In this post, I want to do two things: I want to share with you some of the research that went into my novel, If Only It Were Yesterday, and I also want to review and recommend one of my key research books.
Whether you’re a historical fiction fan or history buff, you’re likely to notice that our focus shifts from region to region based on what’s going on during that time. It’s not hard to find books (fiction or non-fiction) based on life in the South during the Civil War or even the years leading up to or shortly after the war. However, the last three decades of the nineteenth century shifts our focus either to the west during the western expansion or to the north during the Industrial Revolution. But what was life like in the South during those years?
I’m not saying you won’t find ANY information, but it is a lot harder to come by. Because the focus in our nation shifts, there’s a gaping hole in our common knowledge of the period where the South is concerned. As a historical fiction fan, when I think of books during the Gilded Era, I think of stories in the North featuring either wealthy families or poor immigrant families. Because of what we commonly see, when I sat down to write If Only It Were Yesterday, I had some questions: The last time we looked at the South, wealthy families had slaves or paid black freedmen. But the average snapshot of America during the Gilded Age shows me that most servants are immigrants. The last time we looked at the South, they were destitute. For the first time, both the rich and the poor, the black and the white, had a great deal in common: they had a great deal of nothing. But the average snapshot of America during the Gilded Age shows that electricity was becoming common, among other advances. So it begged the question: How many of these common understandings of the North were true of the South?
I don’t doubt one of you will take up the challenge and do a quick Google search and find all that it took me months to find. But for me, it was like pulling teeth to find documented proof of what the South looked like during a time that was so focused on the North or the West. Which makes From Morning to Night by Elizabeth L. O’Leary an answer to prayer.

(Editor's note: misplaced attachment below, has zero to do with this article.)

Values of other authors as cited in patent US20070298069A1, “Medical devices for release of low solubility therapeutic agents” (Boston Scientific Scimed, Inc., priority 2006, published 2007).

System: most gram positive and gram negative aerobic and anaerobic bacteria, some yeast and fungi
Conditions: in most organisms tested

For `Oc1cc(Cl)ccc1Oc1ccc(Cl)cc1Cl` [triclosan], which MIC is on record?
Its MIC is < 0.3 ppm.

Right there on the cover, it says “Domestic Service in Maymont House and the Gilded Age South.” FINALLY! This was the sort of book that promised to answer my questions. And, boy, did it! It’s one of those books that I highlighted but found myself wanting to highlight nearly the entire page. There was so much information packed in here.
The book features an extremely wealthy family in Richmond. The Dooleys were the exception here in the South, but O’Leary graciously explained what was commonplace for the Dooley’s and how it compared with others around them. It offered insight into the progression of technology within the home during those inventive years. It also weaves in terminology and common practices between servants and the families they served. It offers insight into the lifestyles of the servants and their employers, helping others like myself who wish to know more about the day to day life of those in the South. Since the Dooley’s were among the wealthiest in the South, you are given a look at the best that money could buy as well as how it compared to those who wouldn’t have afforded quite so much.
And in case you were wondering the answers to my questions: servants in the South during that time were primarily black people and very few were immigrants or poorer white Americans. And while electricity was becoming commonplace in the North, it was behind in the South. Wealthy families in larger cities had a better chance of having access to it, but smaller cities or rural areas couldn’t afford to supply it.
I highly recommend From Morning to Night to anyone who wishes to look deeper into the relationship between servant and employer, even if your primary concern isn’t focused on the South. But the book does bring the unique situation of the Gilded Age in the South to light. O’Leary balances what the historical documents reveal about the Dooleys with common experiences throughout the South as well as using quotes from various sources to further prove or explain the information.
I gladly give it 5 stars and a permanent place on my research shelf.
Step off the lush carpet and push through the swinging door of the butler’s pantry to enter the bustling realm of domestic workers at Maymont House from 1893 to 1925. In From Morning to Night, Elizabeth O’Leary takes the reader behind the scenes in the opulent mansion of the Richmond multimillionaire James H. Dooley and his wife, Sallie. Drawing upon personal letters, business and government documents, and numerous oral histories of older Richmonders―both black and white―O’Leary examines the parallel and divergent viewpoints of server and served in this Virginia version of “Upstairs/Downstairs.”
Raised in slave-owning households before the Civil War, the Dooleys experienced the transformation of the master/mistress-slave relationship to that of employer-employee. In the late nineteenth and early twentieth centuries, they relied on a full complement of domestic servants to maintain their lavish residences and lifestyle. In turn, numerous men and women―predominantly African American―labored to meet the day-to-day challenges of running an elaborate household. At the same time, they negotiated the era’s increasing Jim Crow restrictions and, during precious hours off-duty, helped support families, churches, and the larger black community.
By examining the formalities and practices of the Dooleys at home and by giving a presence and voice to their “help,” From Morning to Night offers insights into domestic and social systems at work within and beyond the upper-class household in the Gilded Age South.
Buying Options: At the time that I was writing this post, I checked Barnes and Noble, Amazon, and Half.com and found both used and new options cheaper at Amazon.